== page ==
The special was filmed over the course of an entire year, which Bo admits he did not want or expect it to go on for that long. One of the hardest hitting moments is when Bo turns 30 which he states that the film should have been done long before this. For creative projects, one can have a general idea about how long something should take, and with such a fixed time approach, the toll of a battle with depression becomes apparent. I’m sure many can relate to the difficulty of completing a project when suffering from depression. I’ve been there myself and still bear that weight with my personal work sometimes. Yet the incompletion of a project can be seen by some as laziness or procrastination, but sometimes the reality is beyond what can be seen. Bo’s long delay to complete this project and the emotion seen throughout, shows the hidden side of depression that nobody else sees. The entire point of the film is spelled out in the song ‘Comedy’, specifically stating that he is “healing the world with comedy”.Picture
​     The comedy special truly is, well… special. It provides a tool for starting conversations about mental health and an understanding for those who do not experience mental health struggles. For those struggling with mental health it can also be seen as a sign that you are not alone. Bo gets serious and drops the comedy he uses as a coping method, to talk with the audience about suicide, and gives a message to any audience member who may be struggling. But Bo also admits to a common struggle where it feels as if the world is drowning you, and you are barely treading water. You don’t want to die, just take a break from life rather than an outright end. Bo is also seen watching his own words, demonstrating that he also needs encouragement to push through. One of the lines in ‘Goodbye’ is “How bout I sit on the couch and I watch you next time”.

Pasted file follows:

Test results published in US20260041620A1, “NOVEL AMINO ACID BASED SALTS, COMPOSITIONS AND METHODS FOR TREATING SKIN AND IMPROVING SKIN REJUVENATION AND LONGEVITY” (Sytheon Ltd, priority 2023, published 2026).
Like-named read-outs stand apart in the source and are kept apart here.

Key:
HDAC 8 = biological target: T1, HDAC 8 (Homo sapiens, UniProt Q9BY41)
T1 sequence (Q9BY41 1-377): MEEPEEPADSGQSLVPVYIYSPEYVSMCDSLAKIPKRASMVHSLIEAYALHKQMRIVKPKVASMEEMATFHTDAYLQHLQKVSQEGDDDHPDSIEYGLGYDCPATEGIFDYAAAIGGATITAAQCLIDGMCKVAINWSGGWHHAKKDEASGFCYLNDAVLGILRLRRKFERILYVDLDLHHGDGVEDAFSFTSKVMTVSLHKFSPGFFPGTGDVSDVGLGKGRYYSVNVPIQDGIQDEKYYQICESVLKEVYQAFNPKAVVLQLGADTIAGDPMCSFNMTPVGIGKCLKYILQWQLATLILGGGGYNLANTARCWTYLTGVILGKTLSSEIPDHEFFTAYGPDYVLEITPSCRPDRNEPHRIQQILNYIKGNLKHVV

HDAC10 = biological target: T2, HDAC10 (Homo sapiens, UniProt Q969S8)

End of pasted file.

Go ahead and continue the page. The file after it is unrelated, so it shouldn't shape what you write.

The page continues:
This so-called comedy special, aims to help those who struggle with mental health, but also can be used as a guide for those who do not understand the struggle. People in your life might not open up all the details of their struggle, but Inside finds a way to bridge the gap of understanding. Not everyone’s struggle is the same, and may not compare to Bo’s depiction, but for somebody who does not understand depression, it is a very strong starting point for beginning to understand.

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​     Inside currently has extremely high reviews, including 6 Emmy nominations, and is already becoming a point of cultural expression in many online circles. With many threads discussing the film, and individual threads for every song throughout the film, it is sparking even more discussion about the current generation’s mental health crisis. Many people are calling it an artistic masterpiece and I would not be one to deny it. As a creator myself, I would be ecstatic to ever make anything that comes even remotely close to the powerful message of this film.

If you’ve gotten this far in the article and you’ve yet to watch the film, it probably goes without saying but I highly recommend you watch it. And if you’ve already watched it, why not watch it again. The feeling you are left with after watching Inside stays in your brain much longer than a film should, but the power of this film justifies it living rent free in your brain. You can stream Inside on Netflix right now, and find the soundtrack on all your music streaming platforms.

And to quote Forrest Gump, “That’s all I have to say about that”. Let me know if you want more articles like this, or another look at Inside as there are many other ways to look at the film.


By Justin Church

Justin Church's life is a complete mystery to all. He likes it that way. Look further at your own peril...